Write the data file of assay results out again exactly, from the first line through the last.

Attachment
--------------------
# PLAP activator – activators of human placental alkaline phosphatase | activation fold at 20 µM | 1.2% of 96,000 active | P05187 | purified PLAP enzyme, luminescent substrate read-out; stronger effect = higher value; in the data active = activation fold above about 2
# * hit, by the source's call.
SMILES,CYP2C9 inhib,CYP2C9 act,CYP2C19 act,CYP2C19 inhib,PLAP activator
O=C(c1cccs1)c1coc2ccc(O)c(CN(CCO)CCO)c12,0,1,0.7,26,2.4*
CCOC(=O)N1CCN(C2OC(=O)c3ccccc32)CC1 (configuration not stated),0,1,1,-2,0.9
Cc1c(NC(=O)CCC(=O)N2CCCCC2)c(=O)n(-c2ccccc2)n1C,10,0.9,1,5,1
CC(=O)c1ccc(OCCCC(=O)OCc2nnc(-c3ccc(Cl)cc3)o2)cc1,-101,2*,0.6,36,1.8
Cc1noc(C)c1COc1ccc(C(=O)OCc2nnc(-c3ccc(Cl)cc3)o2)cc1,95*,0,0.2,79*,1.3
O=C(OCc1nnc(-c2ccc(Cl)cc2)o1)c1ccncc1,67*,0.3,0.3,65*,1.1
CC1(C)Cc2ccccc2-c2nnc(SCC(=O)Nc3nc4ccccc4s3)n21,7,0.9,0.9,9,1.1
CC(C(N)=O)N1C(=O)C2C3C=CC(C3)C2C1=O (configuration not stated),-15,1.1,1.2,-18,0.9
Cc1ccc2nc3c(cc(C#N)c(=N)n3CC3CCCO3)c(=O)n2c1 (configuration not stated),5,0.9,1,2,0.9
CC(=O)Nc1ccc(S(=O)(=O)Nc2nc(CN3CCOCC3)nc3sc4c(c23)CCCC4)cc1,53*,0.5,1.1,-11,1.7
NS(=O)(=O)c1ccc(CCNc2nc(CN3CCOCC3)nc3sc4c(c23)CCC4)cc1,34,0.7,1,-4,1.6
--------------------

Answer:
# PLAP activator – activators of human placental alkaline phosphatase | activation fold at 20 µM | 1.2% of 96,000 active | P05187 | purified PLAP enzyme, luminescent substrate read-out; stronger effect = higher value; in the data active = activation fold above about 2
# * hit, by the source's call.
SMILES,CYP2C9 inhib,CYP2C9 act,CYP2C19 act,CYP2C19 inhib,PLAP activator
O=C(c1cccs1)c1coc2ccc(O)c(CN(CCO)CCO)c12,0,1,0.7,26,2.4*
CCOC(=O)N1CCN(C2OC(=O)c3ccccc32)CC1 (configuration not stated),0,1,1,-2,0.9
Cc1c(NC(=O)CCC(=O)N2CCCCC2)c(=O)n(-c2ccccc2)n1C,10,0.9,1,5,1
CC(=O)c1ccc(OCCCC(=O)OCc2nnc(-c3ccc(Cl)cc3)o2)cc1,-101,2*,0.6,36,1.8
Cc1noc(C)c1COc1ccc(C(=O)OCc2nnc(-c3ccc(Cl)cc3)o2)cc1,95*,0,0.2,79*,1.3
O=C(OCc1nnc(-c2ccc(Cl)cc2)o1)c1ccncc1,67*,0.3,0.3,65*,1.1
CC1(C)Cc2ccccc2-c2nnc(SCC(=O)Nc3nc4ccccc4s3)n21,7,0.9,0.9,9,1.1
CC(C(N)=O)N1C(=O)C2C3C=CC(C3)C2C1=O (configuration not stated),-15,1.1,1.2,-18,0.9
Cc1ccc2nc3c(cc(C#N)c(=N)n3CC3CCCO3)c(=O)n2c1 (configuration not stated),5,0.9,1,2,0.9
CC(=O)Nc1ccc(S(=O)(=O)Nc2nc(CN3CCOCC3)nc3sc4c(c23)CCCC4)cc1,53*,0.5,1.1,-11,1.7
NS(=O)(=O)c1ccc(CCNc2nc(CN3CCOCC3)nc3sc4c(c23)CCC4)cc1,34,0.7,1,-4,1.6